That's one of the main conclusions from a new study conducted by UCLA's Institute for Research on Labor and Employment about a program the state adopted in 2009 to help curb runaway production. The state sets aside $100 million annually for the program, under which filmmakers can receive a credit of 20% to 25% of qualified production expenses (salaries of actors are excluded). They can apply the credit to offset any sales or business tax liability they have with the state.

The UCLA study concludes that the California tax credit "is creating jobs and is likely providing an immediate economic benefit to the state," but finds that some claims about the program's value have been exaggerated.

In particular, the study takes issue with some aspects of a report by the Los Angeles County Economic Development Corp. and financed by the Motion Picture Assn. of America that found that for every $1 the state allocated in a tax subsidy, the state recouped as much as $1.13 in spending.

That LAEDC estimate assumes that all productions applying for a subsidy will leave the state if they don't receive one. However, the UCLA researchers found that some of the productions that didn't get a credit, which is awarded on a lottery basis, still opted to shoot their films in California. Taking those projects out of the mix reduces the fiscal impact to as much as $1.04 per $1 of tax allocated, not $1.13, according to the UCLA report.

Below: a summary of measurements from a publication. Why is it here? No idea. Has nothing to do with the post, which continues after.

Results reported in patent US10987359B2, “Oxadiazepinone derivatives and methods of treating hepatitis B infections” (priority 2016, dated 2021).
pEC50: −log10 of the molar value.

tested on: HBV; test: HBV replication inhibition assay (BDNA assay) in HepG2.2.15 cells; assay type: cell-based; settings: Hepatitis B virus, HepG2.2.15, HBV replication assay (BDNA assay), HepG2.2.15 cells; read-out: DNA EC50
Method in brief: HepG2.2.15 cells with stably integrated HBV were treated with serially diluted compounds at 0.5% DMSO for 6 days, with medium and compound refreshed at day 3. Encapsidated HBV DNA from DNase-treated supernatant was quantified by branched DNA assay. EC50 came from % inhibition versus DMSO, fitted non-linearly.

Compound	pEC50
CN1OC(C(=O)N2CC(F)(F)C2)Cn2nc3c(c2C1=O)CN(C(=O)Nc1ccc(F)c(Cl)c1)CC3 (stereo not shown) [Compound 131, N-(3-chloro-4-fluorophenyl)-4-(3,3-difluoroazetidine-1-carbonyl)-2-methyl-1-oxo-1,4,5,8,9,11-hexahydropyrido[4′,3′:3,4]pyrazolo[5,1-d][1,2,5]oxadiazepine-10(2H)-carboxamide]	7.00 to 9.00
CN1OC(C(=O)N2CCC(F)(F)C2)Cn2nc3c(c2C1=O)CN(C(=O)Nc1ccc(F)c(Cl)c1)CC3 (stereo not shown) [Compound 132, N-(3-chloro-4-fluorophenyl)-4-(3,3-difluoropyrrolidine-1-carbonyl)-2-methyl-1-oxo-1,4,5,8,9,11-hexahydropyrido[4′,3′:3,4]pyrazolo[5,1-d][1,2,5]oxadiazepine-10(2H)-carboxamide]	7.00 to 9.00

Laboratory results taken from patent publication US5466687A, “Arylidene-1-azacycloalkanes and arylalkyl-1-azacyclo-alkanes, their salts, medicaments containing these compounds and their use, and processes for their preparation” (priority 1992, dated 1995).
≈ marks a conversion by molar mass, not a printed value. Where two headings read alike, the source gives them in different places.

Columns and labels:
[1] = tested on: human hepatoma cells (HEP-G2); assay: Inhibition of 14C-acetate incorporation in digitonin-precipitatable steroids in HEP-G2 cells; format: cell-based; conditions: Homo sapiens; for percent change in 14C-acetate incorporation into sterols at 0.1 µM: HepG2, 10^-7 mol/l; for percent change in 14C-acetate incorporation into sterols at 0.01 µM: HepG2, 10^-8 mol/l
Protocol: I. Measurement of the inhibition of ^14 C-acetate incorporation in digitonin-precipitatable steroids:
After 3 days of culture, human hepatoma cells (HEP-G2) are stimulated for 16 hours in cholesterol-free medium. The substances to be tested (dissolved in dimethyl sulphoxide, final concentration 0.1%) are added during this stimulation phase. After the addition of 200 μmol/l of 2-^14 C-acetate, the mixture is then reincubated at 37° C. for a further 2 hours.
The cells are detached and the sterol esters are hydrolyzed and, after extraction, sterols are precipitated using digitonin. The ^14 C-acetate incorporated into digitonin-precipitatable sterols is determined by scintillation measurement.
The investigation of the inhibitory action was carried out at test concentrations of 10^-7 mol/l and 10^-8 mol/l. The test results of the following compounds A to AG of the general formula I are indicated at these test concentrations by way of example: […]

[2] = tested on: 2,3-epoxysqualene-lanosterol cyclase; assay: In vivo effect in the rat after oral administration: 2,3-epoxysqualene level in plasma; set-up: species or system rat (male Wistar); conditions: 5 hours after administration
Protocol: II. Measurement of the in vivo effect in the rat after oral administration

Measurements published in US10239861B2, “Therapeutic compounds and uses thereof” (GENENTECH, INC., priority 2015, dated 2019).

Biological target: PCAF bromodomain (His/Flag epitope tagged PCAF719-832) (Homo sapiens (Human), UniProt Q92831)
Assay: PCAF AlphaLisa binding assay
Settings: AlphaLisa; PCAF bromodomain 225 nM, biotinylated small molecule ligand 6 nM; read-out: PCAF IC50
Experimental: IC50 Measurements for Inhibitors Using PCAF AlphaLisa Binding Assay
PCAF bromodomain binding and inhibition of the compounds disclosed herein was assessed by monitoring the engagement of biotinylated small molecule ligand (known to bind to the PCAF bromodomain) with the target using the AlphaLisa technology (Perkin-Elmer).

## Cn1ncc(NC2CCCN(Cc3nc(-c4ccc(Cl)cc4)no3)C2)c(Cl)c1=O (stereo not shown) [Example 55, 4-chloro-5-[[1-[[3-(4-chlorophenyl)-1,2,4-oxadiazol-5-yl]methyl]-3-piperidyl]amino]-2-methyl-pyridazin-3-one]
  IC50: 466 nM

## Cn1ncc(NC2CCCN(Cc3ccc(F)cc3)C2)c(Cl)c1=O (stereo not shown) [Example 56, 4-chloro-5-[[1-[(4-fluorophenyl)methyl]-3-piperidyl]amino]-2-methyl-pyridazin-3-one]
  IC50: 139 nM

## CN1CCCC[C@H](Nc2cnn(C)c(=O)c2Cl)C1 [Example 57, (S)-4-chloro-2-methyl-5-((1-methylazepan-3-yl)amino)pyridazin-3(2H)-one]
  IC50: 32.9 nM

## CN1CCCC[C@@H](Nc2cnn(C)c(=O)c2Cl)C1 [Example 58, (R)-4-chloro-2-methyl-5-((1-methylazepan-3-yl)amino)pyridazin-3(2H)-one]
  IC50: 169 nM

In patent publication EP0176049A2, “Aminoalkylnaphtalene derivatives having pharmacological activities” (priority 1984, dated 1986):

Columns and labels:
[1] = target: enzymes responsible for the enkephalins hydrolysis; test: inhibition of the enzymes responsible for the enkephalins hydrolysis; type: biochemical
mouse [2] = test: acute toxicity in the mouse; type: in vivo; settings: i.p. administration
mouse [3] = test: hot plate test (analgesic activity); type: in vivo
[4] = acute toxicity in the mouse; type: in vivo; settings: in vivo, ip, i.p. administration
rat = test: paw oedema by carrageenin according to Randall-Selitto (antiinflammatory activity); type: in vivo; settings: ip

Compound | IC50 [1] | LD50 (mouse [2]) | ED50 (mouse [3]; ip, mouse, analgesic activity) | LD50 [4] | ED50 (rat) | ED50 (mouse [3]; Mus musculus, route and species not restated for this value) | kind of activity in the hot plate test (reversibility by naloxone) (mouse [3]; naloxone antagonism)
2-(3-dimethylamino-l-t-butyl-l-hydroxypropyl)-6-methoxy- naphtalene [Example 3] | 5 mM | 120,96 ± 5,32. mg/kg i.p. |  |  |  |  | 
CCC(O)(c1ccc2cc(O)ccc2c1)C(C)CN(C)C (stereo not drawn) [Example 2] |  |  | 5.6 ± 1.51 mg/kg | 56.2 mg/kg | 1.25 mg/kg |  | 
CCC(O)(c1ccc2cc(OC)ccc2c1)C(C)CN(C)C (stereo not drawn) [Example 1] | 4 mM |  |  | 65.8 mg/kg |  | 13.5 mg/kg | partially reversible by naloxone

Nonetheless, the study, which included a survey of filmmakers, highlights the important role that state tax credits play in determining where they choose to shoot.

"Even though there is likely a small benefit to the state, I think the California film and television tax credit is a worthy program because, without it, in the long run, California is likely to lose dominance in an industry that is very important to the state's economy," said Lauren Appelbaum, research director for the Institute for Research on Labor and Employment.

The UCLA study was commissoned by Headway Project, a new think tank headed by former magazine publishing executive Michael Kong. In a separate report he authored, Kong makes several recommendations to improve the state tax credit program, including removing restrictions that forbid the sale or transfer of tax credits to third parties (except for low-budget independent movies) and doubling the funding of the current credit to $200 million a year.